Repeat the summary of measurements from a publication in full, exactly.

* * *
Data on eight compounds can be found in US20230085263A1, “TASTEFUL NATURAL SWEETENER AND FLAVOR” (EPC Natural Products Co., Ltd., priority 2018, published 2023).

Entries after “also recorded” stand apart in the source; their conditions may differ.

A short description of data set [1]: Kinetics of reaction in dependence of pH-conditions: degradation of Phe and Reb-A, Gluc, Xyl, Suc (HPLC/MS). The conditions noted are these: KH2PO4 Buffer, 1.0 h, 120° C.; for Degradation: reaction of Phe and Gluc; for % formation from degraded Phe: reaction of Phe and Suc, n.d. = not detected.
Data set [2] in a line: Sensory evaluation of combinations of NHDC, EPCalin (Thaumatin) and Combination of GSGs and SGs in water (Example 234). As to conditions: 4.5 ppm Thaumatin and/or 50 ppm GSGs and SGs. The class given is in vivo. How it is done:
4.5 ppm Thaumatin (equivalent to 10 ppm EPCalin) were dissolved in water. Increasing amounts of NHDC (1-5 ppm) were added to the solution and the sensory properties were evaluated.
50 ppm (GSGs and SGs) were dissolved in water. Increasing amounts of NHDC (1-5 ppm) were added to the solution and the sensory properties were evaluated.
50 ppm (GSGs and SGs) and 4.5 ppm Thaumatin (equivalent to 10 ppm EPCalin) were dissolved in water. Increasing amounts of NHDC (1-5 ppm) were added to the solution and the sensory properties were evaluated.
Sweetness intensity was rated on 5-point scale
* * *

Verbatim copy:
Data on eight compounds can be found in US20230085263A1, “TASTEFUL NATURAL SWEETENER AND FLAVOR” (EPC Natural Products Co., Ltd., priority 2018, published 2023).

Entries after “also recorded” stand apart in the source; their conditions may differ.

A short description of data set [1]: Kinetics of reaction in dependence of pH-conditions: degradation of Phe and Reb-A, Gluc, Xyl, Suc (HPLC/MS). The conditions noted are these: KH2PO4 Buffer, 1.0 h, 120° C.; for Degradation: reaction of Phe and Gluc; for % formation from degraded Phe: reaction of Phe and Suc, n.d. = not detected.
Data set [2] in a line: Sensory evaluation of combinations of NHDC, EPCalin (Thaumatin) and Combination of GSGs and SGs in water (Example 234). As to conditions: 4.5 ppm Thaumatin and/or 50 ppm GSGs and SGs. The class given is in vivo. How it is done:
4.5 ppm Thaumatin (equivalent to 10 ppm EPCalin) were dissolved in water. Increasing amounts of NHDC (1-5 ppm) were added to the solution and the sensory properties were evaluated.
50 ppm (GSGs and SGs) were dissolved in water. Increasing amounts of NHDC (1-5 ppm) were added to the solution and the sensory properties were evaluated.
50 ppm (GSGs and SGs) and 4.5 ppm Thaumatin (equivalent to 10 ppm EPCalin) were dissolved in water. Increasing amounts of NHDC (1-5 ppm) were added to the solution and the sensory properties were evaluated.
Sweetness intensity was rated on 5-point scale